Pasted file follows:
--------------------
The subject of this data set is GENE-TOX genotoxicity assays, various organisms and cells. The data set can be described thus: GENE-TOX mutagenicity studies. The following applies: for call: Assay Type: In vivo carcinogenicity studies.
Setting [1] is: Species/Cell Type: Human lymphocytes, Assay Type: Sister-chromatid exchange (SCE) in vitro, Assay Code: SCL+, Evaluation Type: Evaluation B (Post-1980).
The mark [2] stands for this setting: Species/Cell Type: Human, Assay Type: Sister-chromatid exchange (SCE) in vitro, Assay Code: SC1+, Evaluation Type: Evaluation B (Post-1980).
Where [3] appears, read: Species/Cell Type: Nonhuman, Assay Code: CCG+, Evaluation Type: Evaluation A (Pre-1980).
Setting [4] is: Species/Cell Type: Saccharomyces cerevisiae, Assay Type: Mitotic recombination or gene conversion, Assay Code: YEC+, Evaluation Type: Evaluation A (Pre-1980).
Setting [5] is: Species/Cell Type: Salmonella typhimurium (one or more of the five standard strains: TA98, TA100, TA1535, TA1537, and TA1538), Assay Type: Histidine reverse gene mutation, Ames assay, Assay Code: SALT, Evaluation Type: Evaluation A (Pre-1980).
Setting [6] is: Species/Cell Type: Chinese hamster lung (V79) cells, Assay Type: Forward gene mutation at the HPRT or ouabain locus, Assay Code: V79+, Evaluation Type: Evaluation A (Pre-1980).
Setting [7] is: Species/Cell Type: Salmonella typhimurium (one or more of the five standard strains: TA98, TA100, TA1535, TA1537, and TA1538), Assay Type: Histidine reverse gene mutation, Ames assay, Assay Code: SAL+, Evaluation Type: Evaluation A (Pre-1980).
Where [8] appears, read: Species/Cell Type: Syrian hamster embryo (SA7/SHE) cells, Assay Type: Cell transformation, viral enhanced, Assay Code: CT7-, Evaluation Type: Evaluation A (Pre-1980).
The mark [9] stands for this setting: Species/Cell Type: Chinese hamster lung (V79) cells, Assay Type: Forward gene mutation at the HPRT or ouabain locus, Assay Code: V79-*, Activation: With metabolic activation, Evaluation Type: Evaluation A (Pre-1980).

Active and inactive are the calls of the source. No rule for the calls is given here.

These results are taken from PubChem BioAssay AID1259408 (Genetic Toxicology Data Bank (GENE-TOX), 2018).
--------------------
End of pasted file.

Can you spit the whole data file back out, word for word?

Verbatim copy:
The subject of this data set is GENE-TOX genotoxicity assays, various organisms and cells. The data set can be described thus: GENE-TOX mutagenicity studies. The following applies: for call: Assay Type: In vivo carcinogenicity studies.
Setting [1] is: Species/Cell Type: Human lymphocytes, Assay Type: Sister-chromatid exchange (SCE) in vitro, Assay Code: SCL+, Evaluation Type: Evaluation B (Post-1980).
The mark [2] stands for this setting: Species/Cell Type: Human, Assay Type: Sister-chromatid exchange (SCE) in vitro, Assay Code: SC1+, Evaluation Type: Evaluation B (Post-1980).
Where [3] appears, read: Species/Cell Type: Nonhuman, Assay Code: CCG+, Evaluation Type: Evaluation A (Pre-1980).
Setting [4] is: Species/Cell Type: Saccharomyces cerevisiae, Assay Type: Mitotic recombination or gene conversion, Assay Code: YEC+, Evaluation Type: Evaluation A (Pre-1980).
Setting [5] is: Species/Cell Type: Salmonella typhimurium (one or more of the five standard strains: TA98, TA100, TA1535, TA1537, and TA1538), Assay Type: Histidine reverse gene mutation, Ames assay, Assay Code: SALT, Evaluation Type: Evaluation A (Pre-1980).
Setting [6] is: Species/Cell Type: Chinese hamster lung (V79) cells, Assay Type: Forward gene mutation at the HPRT or ouabain locus, Assay Code: V79+, Evaluation Type: Evaluation A (Pre-1980).
Setting [7] is: Species/Cell Type: Salmonella typhimurium (one or more of the five standard strains: TA98, TA100, TA1535, TA1537, and TA1538), Assay Type: Histidine reverse gene mutation, Ames assay, Assay Code: SAL+, Evaluation Type: Evaluation A (Pre-1980).
Where [8] appears, read: Species/Cell Type: Syrian hamster embryo (SA7/SHE) cells, Assay Type: Cell transformation, viral enhanced, Assay Code: CT7-, Evaluation Type: Evaluation A (Pre-1980).
The mark [9] stands for this setting: Species/Cell Type: Chinese hamster lung (V79) cells, Assay Type: Forward gene mutation at the HPRT or ouabain locus, Assay Code: V79-*, Activation: With metabolic activation, Evaluation Type: Evaluation A (Pre-1980).

Active and inactive are the calls of the source. No rule for the calls is given here.

These results are taken from PubChem BioAssay AID1259408 (Genetic Toxicology Data Bank (GENE-TOX), 2018).